November 10-15

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ACR Convergence 2023

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Home // Investigators unveil draft of new classification criteria for antiphospholipid syndrome

Investigators unveil draft of new classification criteria for antiphospholipid syndrome


3 minutes

Investigators supported by the ACR and EULAR presented a draft of new classification criteria for antiphospholipid syndrome (APS) at ACR Convergence 2022. The previous criteria were developed in 1999 and revised in 2006.

Medha Barbhaiya, MD, MPH
Medha Barbhaiya, MD, MPH

The classification criteria are under review by ACR/EULAR for endorsement and pending final approval. Detailed results and consensus discussions will be presented in future manuscripts.

“Today we present our international, multidisciplinary effort to develop new, rigorous, consensus- and evidence-based, highly specific classification criteria to identify patients with high likelihood of APS for clinical research,” said Medha Barbhaiya, MD, MPH, Assistant Professor of Medicine and Population Health Sciences, Weill Cornell Medicine.

Dr. Barbhaiya, along with Stéphane Zuily, MD, PhD, and Doruk Erkan, MD, MPH, presented the methodology, novel aspects, and application of the draft criteria during Draft ACR/EULAR Antiphospholipid Syndrome Classification Criteria on Sunday, November 13. The session is available for on-demand viewing for registered ACR Convergence participants through October 31, 2023, on the virtual meeting website.

“The goal for classification is to identify a well-defined study sample representative of the majority,” Dr. Barbhaiya said. “We tried to achieve high specificity, sometimes at the cost of sensitivity.”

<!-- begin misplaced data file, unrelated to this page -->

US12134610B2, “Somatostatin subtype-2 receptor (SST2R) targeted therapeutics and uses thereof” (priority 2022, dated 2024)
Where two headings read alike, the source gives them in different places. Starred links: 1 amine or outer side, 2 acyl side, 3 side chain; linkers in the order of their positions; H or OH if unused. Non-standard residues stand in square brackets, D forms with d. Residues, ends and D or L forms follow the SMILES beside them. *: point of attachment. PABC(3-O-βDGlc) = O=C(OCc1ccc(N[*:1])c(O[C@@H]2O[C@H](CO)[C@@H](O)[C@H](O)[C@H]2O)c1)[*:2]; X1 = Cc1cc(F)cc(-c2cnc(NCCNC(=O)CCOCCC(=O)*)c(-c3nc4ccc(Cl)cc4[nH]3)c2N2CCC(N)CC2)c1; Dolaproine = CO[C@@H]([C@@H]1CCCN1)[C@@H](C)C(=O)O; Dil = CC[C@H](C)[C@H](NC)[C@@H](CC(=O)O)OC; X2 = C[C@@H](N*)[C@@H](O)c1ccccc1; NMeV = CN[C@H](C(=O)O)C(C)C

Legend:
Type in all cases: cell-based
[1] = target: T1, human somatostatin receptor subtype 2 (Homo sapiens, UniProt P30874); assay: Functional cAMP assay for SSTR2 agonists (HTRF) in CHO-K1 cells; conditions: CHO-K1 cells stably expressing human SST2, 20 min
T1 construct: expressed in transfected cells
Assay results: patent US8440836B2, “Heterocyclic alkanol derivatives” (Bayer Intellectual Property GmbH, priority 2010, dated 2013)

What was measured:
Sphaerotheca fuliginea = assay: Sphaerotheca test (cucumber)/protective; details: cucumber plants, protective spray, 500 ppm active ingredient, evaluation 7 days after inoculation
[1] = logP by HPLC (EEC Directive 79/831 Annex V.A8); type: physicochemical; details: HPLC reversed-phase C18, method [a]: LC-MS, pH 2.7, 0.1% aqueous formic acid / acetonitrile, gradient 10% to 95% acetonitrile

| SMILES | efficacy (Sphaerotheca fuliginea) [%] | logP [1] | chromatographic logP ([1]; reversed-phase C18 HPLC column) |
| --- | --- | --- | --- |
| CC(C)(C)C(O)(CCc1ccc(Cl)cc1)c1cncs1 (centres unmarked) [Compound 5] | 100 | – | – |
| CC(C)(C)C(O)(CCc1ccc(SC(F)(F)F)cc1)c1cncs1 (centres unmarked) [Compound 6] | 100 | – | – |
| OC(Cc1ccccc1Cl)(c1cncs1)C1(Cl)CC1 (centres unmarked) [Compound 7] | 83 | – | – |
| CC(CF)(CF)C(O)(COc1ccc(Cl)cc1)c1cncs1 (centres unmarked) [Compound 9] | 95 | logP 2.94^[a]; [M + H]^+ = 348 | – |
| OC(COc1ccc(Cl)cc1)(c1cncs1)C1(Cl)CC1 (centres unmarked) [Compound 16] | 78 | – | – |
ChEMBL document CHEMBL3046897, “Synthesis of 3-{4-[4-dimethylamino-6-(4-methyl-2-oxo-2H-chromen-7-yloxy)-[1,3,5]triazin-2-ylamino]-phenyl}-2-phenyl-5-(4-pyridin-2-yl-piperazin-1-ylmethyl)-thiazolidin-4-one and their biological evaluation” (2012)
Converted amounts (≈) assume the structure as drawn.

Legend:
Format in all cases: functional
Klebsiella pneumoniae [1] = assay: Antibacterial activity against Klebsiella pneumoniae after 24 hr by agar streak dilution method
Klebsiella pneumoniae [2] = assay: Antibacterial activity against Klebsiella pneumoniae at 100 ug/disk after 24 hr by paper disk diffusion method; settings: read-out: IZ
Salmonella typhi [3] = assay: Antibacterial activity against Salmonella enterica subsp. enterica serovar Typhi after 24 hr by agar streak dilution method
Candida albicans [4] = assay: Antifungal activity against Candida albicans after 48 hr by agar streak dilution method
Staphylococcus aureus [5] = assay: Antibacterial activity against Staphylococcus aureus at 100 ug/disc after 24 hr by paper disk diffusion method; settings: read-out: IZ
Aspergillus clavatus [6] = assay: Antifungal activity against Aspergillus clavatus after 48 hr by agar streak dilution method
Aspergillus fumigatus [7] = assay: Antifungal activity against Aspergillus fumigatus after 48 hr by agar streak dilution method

The methodology involved four phases—item generation, item reduction, weighting of items and threshold identification, and validation—each balancing expert-based and data-driven processes.

Dr. Barbhaiya listed several strengths of the methodology, such as rigorous clinical and laboratory criteria definitions and international cases, and the inclusion of international cases that captured the APS spectrum, reducing the risk of selection bias and increasing generalizability.

Stéphane Zuily, MD, PhD
Stéphane Zuily, MD, PhD

Dr. Zuily, Professor of Medicine, Lorraine University, France, presented novel aspects of the new APS criteria such as clinical domain features, including risk stratification of macrovascular events by traditional thrombosis risk factors, well-defined microvascular domain items, re-defined pregnancy morbidity definitions, and the addition of cardiac valve disease and thrombocytopenia.

“These novel clinical features will help us better stratify patients according to their risk factor profile, which will be very important,” Dr. Zuily said.

New APS criteria in the laboratory domain quantify single-, double-, and triple-antiphospholipid (aPL) positivity based on different domains and weights; separate anticardiolipin (aCL) and anti-beta-2 glycoprotein I (aB2GPI) IgG and IgM isotypes; and define two levels of aCL/aB2GPI positivity that will be interpreted as clinically relevant by most investigators, he noted.

Dr. Erkan, Professor of Medicine and Attending Physician, Hospital for Special Surgery, Weill Cornell Medicine, demonstrated the draft criteria in action, starting with the entry criteria of at least one documented clinical criterion plus a positive aPL test within three years of the clinical criterion.

But he offered an important reminder: “Do not count a criterion if there is an equally or more likely explanation than APS. Within each domain, only count the highest weighted criterion toward the total score.”

Doruk Erkan, MD, MPH
Doruk Erkan, MD, MPH

Dr. Erkan also highlighted the point system for domains presented by Dr. Zuily, noting that the final classification criteria manuscript includes specific definitions and instructions.

Among the strengths of the draft classification system are absolute point requirements and the capability to modify individual domains when new information becomes available, he noted. Limitations include the fact that the cohorts do not represent all subpopulations, and there is no definite gold standard for APS, a disease for which rheumatology professionals’ understanding is evolving rapidly.

If a case does not meet the APS classification criteria, the case may still be uncertain or equivocal rather than “not APS,” Dr. Erkan said. Uncertain or controversial cases should be studied separately to guide future updates of the new criteria.

“We believe our criteria reflect the current thinking about APS, providing high specificity and a stronger foundation for APS research,” he concluded.


If you weren’t able to attend a session in person during ACR Convergence 2023, you haven’t missed out. All registered meeting participants receive on-demand access to scientific sessions through October 31, 2024.